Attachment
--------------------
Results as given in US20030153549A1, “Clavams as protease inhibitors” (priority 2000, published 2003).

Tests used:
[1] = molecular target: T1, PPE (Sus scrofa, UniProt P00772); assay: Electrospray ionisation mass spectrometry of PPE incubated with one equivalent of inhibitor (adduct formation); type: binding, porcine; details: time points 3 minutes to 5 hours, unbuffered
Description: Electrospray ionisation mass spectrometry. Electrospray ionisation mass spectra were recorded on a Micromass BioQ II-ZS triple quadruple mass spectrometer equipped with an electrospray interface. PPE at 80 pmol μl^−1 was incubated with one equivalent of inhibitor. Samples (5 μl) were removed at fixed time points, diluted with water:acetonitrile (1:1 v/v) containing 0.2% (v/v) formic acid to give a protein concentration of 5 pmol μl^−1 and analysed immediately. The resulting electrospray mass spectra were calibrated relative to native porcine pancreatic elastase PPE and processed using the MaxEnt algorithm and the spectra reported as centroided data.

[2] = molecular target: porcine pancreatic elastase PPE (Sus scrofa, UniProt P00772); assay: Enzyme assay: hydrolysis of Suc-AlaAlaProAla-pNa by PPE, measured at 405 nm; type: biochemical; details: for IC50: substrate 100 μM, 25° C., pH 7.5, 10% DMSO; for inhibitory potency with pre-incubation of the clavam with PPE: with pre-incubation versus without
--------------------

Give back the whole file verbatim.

Results as given in US20030153549A1, “Clavams as protease inhibitors” (priority 2000, published 2003).

Tests used:
[1] = molecular target: T1, PPE (Sus scrofa, UniProt P00772); assay: Electrospray ionisation mass spectrometry of PPE incubated with one equivalent of inhibitor (adduct formation); type: binding, porcine; details: time points 3 minutes to 5 hours, unbuffered
Description: Electrospray ionisation mass spectrometry. Electrospray ionisation mass spectra were recorded on a Micromass BioQ II-ZS triple quadruple mass spectrometer equipped with an electrospray interface. PPE at 80 pmol μl^−1 was incubated with one equivalent of inhibitor. Samples (5 μl) were removed at fixed time points, diluted with water:acetonitrile (1:1 v/v) containing 0.2% (v/v) formic acid to give a protein concentration of 5 pmol μl^−1 and analysed immediately. The resulting electrospray mass spectra were calibrated relative to native porcine pancreatic elastase PPE and processed using the MaxEnt algorithm and the spectra reported as centroided data.

[2] = molecular target: porcine pancreatic elastase PPE (Sus scrofa, UniProt P00772); assay: Enzyme assay: hydrolysis of Suc-AlaAlaProAla-pNa by PPE, measured at 405 nm; type: biochemical; details: for IC50: substrate 100 μM, 25° C., pH 7.5, 10% DMSO; for inhibitory potency with pre-incubation of the clavam with PPE: with pre-incubation versus without